The day after the dinner at the “Regent Club,” Mr. Walker stepped over to the shop of his friend the perfumer, where, as usual, the young man, Mr. Mossrose, was established in the front premises.
For some reason or other, the Captain was particularly good-humoured; and, quite forgetful of the words which had passed between him and Mr. Eglantine’s lieutenant the day before, began addressing the latter with extreme cordiality.
“A good morning to you, Mr. Mossrose,” said Captain Walker. “Why, sir, you look as fresh as your namesake — you do, indeed, now, Mossrose.”
“You look ash yellow ash a guinea,” responded Mr. Mossrose, sulkily. He thought the Captain was hoaxing him.
“My good sir,” replies the other, nothing cast down, “I drank rather too freely last night.”
“The more beast you!” said Mr. Mossrose.
“Thank you, Mossrose; the same to you,” answered the Captain.
“If you call me a beast, I’ll punch your head off!” answered the young man, who had much skill in the art which many of his brethren practise.
“I didn’t, my fine fellow,” replied Walker. “On the contrary, you — “
“Do you mean to give me the lie?” broke out the indignant Mossrose, who hated the agent fiercely, and did not in the least care to conceal his hate.
In fact, it was his fixed purpose to pick a quarrel with Walker, and to drive him, if possible, from Mr. Eglantine’s shop. “Do you mean to give me the lie, I say, Mr. Hooker Walker?”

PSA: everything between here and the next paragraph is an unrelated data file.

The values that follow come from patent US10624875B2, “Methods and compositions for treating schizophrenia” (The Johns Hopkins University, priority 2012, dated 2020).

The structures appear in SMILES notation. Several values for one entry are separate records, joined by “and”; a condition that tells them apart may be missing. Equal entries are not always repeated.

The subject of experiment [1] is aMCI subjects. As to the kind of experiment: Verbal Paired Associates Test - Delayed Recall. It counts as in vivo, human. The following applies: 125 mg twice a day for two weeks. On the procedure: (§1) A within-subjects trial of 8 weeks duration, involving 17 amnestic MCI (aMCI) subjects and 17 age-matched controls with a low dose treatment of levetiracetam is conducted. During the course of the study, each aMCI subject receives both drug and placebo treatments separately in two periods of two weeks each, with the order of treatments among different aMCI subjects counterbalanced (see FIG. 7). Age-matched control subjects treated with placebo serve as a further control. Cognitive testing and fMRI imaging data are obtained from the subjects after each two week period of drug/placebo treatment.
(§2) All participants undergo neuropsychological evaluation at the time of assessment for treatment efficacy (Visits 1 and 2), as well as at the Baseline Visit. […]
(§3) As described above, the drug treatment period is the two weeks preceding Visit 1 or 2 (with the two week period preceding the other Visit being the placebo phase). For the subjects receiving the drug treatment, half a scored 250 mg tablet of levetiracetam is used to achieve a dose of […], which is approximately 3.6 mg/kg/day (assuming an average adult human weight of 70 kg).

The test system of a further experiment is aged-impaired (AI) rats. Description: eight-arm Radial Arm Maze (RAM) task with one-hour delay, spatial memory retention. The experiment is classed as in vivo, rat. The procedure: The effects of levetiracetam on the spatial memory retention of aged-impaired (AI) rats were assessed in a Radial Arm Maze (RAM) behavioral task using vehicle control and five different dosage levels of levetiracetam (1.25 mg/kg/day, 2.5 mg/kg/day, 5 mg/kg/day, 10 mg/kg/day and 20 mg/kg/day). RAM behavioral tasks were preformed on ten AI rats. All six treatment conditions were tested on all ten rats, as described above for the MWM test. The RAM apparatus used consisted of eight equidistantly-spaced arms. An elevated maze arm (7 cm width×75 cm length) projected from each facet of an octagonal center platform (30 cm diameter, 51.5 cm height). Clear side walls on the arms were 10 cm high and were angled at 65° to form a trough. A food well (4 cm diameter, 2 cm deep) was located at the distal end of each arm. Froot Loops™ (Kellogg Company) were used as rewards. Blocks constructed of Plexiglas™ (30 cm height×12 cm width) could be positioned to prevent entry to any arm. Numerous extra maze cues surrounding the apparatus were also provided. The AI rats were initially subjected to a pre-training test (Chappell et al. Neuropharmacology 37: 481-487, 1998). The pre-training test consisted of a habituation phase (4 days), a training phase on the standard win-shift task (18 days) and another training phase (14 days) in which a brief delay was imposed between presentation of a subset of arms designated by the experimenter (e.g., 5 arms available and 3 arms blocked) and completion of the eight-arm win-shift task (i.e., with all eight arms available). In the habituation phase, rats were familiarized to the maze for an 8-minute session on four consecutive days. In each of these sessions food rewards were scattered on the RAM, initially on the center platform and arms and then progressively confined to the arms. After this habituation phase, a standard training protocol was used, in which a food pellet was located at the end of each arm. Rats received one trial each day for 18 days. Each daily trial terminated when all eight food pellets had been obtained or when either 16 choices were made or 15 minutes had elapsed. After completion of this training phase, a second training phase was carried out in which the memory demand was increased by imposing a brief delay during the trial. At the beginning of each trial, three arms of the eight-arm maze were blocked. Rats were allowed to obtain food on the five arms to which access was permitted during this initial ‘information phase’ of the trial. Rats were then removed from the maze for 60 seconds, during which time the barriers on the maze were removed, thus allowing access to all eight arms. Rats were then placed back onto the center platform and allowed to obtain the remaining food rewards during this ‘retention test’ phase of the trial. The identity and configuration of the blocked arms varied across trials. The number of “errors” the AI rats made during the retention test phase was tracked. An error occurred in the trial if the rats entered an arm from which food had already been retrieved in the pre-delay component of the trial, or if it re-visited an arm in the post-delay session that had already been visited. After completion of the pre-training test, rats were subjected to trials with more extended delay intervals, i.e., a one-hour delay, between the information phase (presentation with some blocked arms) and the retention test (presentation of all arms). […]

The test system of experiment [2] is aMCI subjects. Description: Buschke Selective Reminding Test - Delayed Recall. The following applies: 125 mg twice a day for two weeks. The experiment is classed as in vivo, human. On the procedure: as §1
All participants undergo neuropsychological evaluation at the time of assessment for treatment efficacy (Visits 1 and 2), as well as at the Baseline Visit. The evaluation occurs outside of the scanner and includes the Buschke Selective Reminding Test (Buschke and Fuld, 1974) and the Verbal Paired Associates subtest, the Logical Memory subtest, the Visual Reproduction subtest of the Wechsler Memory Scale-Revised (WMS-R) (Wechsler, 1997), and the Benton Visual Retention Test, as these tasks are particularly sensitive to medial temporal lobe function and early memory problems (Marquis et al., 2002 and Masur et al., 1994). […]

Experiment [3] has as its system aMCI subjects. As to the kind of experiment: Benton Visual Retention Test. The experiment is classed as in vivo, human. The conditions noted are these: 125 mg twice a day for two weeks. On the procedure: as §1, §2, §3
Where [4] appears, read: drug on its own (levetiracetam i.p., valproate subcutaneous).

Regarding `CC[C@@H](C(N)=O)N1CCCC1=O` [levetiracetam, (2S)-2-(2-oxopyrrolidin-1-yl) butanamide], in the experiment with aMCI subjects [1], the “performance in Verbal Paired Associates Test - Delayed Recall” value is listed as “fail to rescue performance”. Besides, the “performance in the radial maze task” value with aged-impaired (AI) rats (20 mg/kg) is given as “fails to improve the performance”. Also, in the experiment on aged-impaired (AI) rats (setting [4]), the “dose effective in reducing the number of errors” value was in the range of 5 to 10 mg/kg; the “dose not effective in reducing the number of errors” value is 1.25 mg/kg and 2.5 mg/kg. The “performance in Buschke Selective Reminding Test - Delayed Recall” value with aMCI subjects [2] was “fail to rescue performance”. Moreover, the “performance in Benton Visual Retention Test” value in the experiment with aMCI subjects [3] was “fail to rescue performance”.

“For Heaven’s sake, Amos, hold your tongue!” exclaimed the Captain, to whom the name of Hooker was as poison; but at this moment a customer stepping in, Mr. Amos exchanged his ferocious aspect for a bland grin, and Mr. Walker walked into the studio.
When in Mr. Eglantine’s presence, Walker, too, was all smiles in a minute, sank down on a settee, held out his hand to the perfumer, and began confidentially discoursing with him.
“SUCH a dinner, Tiny my boy,” said he; “such prime fellows to eat it, too! Billingsgate, Vauxhall, Cinqbars, Buff of the Blues, and half-a-dozen more of the best fellows in town. And what do you think the dinner cost a head? I’ll wager you’ll never guess.”
“Was it two guineas a head? — In course I mean without wine,” said the genteel perfumer.